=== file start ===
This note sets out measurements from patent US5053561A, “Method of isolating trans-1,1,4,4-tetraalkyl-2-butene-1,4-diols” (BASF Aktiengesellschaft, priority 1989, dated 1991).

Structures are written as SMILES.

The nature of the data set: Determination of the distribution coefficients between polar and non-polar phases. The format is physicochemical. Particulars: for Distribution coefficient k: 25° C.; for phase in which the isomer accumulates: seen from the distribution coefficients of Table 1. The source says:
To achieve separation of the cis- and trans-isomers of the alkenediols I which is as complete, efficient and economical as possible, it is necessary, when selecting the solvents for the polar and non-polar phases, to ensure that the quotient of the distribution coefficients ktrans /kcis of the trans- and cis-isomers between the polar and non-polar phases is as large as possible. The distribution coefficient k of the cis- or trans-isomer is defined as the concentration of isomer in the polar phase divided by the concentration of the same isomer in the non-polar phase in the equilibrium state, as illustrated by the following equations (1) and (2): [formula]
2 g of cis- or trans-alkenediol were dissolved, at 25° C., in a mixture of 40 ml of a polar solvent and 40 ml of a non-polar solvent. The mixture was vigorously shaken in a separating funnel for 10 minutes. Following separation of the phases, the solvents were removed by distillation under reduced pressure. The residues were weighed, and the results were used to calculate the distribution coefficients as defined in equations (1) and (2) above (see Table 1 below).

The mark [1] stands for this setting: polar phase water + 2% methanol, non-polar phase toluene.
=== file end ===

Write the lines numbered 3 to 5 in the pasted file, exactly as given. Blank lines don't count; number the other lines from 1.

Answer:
The nature of the data set: Determination of the distribution coefficients between polar and non-polar phases. The format is physicochemical. Particulars: for Distribution coefficient k: 25° C.; for phase in which the isomer accumulates: seen from the distribution coefficients of Table 1. The source says:
To achieve separation of the cis- and trans-isomers of the alkenediols I which is as complete, efficient and economical as possible, it is necessary, when selecting the solvents for the polar and non-polar phases, to ensure that the quotient of the distribution coefficients ktrans /kcis of the trans- and cis-isomers between the polar and non-polar phases is as large as possible. The distribution coefficient k of the cis- or trans-isomer is defined as the concentration of isomer in the polar phase divided by the concentration of the same isomer in the non-polar phase in the equilibrium state, as illustrated by the following equations (1) and (2): [formula]
2 g of cis- or trans-alkenediol were dissolved, at 25° C., in a mixture of 40 ml of a polar solvent and 40 ml of a non-polar solvent. The mixture was vigorously shaken in a separating funnel for 10 minutes. Following separation of the phases, the solvents were removed by distillation under reduced pressure. The residues were weighed, and the results were used to calculate the distribution coefficients as defined in equations (1) and (2) above (see Table 1 below).